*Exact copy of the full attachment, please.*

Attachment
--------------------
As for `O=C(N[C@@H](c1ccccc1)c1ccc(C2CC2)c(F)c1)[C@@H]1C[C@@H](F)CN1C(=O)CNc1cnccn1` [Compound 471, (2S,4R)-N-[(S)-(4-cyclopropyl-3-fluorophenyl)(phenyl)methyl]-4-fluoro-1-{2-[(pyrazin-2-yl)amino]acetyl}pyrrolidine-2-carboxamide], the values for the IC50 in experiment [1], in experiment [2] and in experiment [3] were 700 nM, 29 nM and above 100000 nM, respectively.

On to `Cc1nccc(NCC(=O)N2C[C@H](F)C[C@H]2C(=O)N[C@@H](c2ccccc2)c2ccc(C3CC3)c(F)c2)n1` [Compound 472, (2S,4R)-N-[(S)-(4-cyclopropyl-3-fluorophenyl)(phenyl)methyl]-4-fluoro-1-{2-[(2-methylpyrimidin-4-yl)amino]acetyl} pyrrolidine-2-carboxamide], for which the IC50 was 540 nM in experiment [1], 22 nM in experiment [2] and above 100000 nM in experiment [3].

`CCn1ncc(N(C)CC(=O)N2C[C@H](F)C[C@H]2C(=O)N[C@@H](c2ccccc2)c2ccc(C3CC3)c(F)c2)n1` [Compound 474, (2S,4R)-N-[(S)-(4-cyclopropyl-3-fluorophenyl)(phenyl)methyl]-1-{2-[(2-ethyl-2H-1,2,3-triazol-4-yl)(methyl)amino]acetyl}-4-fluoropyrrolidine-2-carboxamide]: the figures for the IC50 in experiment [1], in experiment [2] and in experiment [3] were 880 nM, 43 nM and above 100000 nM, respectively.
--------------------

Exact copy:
As for `O=C(N[C@@H](c1ccccc1)c1ccc(C2CC2)c(F)c1)[C@@H]1C[C@@H](F)CN1C(=O)CNc1cnccn1` [Compound 471, (2S,4R)-N-[(S)-(4-cyclopropyl-3-fluorophenyl)(phenyl)methyl]-4-fluoro-1-{2-[(pyrazin-2-yl)amino]acetyl}pyrrolidine-2-carboxamide], the values for the IC50 in experiment [1], in experiment [2] and in experiment [3] were 700 nM, 29 nM and above 100000 nM, respectively.

On to `Cc1nccc(NCC(=O)N2C[C@H](F)C[C@H]2C(=O)N[C@@H](c2ccccc2)c2ccc(C3CC3)c(F)c2)n1` [Compound 472, (2S,4R)-N-[(S)-(4-cyclopropyl-3-fluorophenyl)(phenyl)methyl]-4-fluoro-1-{2-[(2-methylpyrimidin-4-yl)amino]acetyl} pyrrolidine-2-carboxamide], for which the IC50 was 540 nM in experiment [1], 22 nM in experiment [2] and above 100000 nM in experiment [3].

`CCn1ncc(N(C)CC(=O)N2C[C@H](F)C[C@H]2C(=O)N[C@@H](c2ccccc2)c2ccc(C3CC3)c(F)c2)n1` [Compound 474, (2S,4R)-N-[(S)-(4-cyclopropyl-3-fluorophenyl)(phenyl)methyl]-1-{2-[(2-ethyl-2H-1,2,3-triazol-4-yl)(methyl)amino]acetyl}-4-fluoropyrrolidine-2-carboxamide]: the figures for the IC50 in experiment [1], in experiment [2] and in experiment [3] were 880 nM, 43 nM and above 100000 nM, respectively.